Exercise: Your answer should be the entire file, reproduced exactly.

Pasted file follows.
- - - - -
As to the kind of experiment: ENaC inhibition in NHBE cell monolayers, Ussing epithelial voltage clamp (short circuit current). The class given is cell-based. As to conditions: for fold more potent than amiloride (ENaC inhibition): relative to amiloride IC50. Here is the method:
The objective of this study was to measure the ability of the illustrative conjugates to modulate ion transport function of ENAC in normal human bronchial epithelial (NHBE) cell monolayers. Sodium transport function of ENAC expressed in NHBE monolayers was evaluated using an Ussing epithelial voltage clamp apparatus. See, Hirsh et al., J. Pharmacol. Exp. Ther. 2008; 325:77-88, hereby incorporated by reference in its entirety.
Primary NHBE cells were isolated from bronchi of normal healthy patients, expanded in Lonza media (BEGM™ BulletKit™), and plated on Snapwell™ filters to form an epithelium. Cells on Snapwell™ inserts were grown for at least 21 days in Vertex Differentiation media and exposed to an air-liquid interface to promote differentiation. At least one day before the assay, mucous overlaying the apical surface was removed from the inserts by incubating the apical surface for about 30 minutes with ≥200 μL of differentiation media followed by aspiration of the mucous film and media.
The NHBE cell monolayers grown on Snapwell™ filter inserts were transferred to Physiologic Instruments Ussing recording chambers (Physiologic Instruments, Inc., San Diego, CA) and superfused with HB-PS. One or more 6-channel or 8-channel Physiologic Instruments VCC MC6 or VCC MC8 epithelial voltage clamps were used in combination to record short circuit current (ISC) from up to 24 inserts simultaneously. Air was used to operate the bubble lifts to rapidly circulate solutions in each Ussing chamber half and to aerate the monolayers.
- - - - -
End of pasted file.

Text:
As to the kind of experiment: ENaC inhibition in NHBE cell monolayers, Ussing epithelial voltage clamp (short circuit current). The class given is cell-based. As to conditions: for fold more potent than amiloride (ENaC inhibition): relative to amiloride IC50. Here is the method:
The objective of this study was to measure the ability of the illustrative conjugates to modulate ion transport function of ENAC in normal human bronchial epithelial (NHBE) cell monolayers. Sodium transport function of ENAC expressed in NHBE monolayers was evaluated using an Ussing epithelial voltage clamp apparatus. See, Hirsh et al., J. Pharmacol. Exp. Ther. 2008; 325:77-88, hereby incorporated by reference in its entirety.
Primary NHBE cells were isolated from bronchi of normal healthy patients, expanded in Lonza media (BEGM™ BulletKit™), and plated on Snapwell™ filters to form an epithelium. Cells on Snapwell™ inserts were grown for at least 21 days in Vertex Differentiation media and exposed to an air-liquid interface to promote differentiation. At least one day before the assay, mucous overlaying the apical surface was removed from the inserts by incubating the apical surface for about 30 minutes with ≥200 μL of differentiation media followed by aspiration of the mucous film and media.
The NHBE cell monolayers grown on Snapwell™ filter inserts were transferred to Physiologic Instruments Ussing recording chambers (Physiologic Instruments, Inc., San Diego, CA) and superfused with HB-PS. One or more 6-channel or 8-channel Physiologic Instruments VCC MC6 or VCC MC8 epithelial voltage clamps were used in combination to record short circuit current (ISC) from up to 24 inserts simultaneously. Air was used to operate the bubble lifts to rapidly circulate solutions in each Ussing chamber half and to aerate the monolayers.